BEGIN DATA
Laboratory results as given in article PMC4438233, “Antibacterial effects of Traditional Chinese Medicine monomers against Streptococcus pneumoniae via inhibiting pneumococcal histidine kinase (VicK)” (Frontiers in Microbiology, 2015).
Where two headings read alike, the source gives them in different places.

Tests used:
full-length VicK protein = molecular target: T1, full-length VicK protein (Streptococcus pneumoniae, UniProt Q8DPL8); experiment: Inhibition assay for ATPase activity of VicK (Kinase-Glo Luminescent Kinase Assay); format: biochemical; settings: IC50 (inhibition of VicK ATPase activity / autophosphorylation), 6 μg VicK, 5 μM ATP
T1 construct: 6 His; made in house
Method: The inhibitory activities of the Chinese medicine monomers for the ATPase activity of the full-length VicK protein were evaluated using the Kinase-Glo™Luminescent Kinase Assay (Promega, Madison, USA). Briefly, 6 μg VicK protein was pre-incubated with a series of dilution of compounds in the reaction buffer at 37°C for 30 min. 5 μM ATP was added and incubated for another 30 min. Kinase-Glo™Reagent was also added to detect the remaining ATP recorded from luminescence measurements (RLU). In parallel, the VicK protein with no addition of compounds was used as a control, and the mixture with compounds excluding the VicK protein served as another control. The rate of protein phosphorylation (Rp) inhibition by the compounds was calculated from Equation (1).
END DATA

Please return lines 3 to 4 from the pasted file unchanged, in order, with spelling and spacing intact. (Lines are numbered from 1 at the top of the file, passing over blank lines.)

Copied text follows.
Tests used:
full-length VicK protein = molecular target: T1, full-length VicK protein (Streptococcus pneumoniae, UniProt Q8DPL8); experiment: Inhibition assay for ATPase activity of VicK (Kinase-Glo Luminescent Kinase Assay); format: biochemical; settings: IC50 (inhibition of VicK ATPase activity / autophosphorylation), 6 μg VicK, 5 μM ATP